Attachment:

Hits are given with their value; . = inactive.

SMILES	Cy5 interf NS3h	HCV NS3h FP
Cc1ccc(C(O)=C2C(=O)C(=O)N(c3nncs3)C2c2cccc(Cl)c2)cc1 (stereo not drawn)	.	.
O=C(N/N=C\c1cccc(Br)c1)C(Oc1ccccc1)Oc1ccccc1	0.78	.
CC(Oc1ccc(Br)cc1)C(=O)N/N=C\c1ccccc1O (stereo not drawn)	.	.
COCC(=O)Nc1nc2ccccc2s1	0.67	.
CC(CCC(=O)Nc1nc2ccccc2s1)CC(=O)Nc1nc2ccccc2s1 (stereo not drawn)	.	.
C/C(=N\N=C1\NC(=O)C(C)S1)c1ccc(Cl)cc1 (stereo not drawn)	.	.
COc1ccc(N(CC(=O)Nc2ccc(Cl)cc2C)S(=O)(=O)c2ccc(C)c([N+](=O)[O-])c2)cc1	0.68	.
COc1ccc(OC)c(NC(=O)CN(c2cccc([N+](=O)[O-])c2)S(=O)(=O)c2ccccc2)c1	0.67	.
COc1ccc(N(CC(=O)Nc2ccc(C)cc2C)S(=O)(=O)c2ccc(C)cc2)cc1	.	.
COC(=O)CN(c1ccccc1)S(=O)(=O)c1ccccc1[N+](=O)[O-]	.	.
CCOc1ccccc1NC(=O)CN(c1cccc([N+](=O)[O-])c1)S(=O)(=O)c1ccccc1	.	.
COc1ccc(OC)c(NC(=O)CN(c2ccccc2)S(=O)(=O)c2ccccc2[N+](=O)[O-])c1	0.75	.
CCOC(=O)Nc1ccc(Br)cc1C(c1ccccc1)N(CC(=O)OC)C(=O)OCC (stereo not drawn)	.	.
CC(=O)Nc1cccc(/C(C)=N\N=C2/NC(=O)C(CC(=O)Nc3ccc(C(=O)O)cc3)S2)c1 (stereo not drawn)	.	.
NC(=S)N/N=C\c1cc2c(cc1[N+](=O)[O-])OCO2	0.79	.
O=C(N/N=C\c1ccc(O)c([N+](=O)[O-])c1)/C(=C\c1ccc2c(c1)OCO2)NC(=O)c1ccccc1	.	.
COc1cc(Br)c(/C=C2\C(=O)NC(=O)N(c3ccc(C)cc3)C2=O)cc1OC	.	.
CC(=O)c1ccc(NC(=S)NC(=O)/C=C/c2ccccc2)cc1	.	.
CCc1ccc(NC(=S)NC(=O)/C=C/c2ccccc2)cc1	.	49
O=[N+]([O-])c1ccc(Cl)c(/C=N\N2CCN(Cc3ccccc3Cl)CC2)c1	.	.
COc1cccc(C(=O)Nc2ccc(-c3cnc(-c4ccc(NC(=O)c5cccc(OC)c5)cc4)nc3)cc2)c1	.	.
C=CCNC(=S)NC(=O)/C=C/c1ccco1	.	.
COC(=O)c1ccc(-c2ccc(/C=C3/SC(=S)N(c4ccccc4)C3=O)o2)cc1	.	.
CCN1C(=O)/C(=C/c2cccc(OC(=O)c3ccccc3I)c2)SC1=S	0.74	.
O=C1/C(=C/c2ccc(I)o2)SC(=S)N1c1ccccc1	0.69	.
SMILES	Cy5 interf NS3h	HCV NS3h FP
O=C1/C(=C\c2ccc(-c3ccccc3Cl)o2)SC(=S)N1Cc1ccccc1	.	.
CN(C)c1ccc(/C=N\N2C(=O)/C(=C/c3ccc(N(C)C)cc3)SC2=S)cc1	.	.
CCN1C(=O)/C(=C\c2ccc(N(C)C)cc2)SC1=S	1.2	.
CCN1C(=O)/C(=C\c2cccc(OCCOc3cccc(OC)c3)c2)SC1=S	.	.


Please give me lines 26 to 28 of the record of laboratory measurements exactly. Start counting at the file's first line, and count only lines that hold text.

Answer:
CCN1C(=O)/C(=C/c2cccc(OC(=O)c3ccccc3I)c2)SC1=S	0.74	.
O=C1/C(=C/c2ccc(I)o2)SC(=S)N1c1ccccc1	0.69	.
SMILES	Cy5 interf NS3h	HCV NS3h FP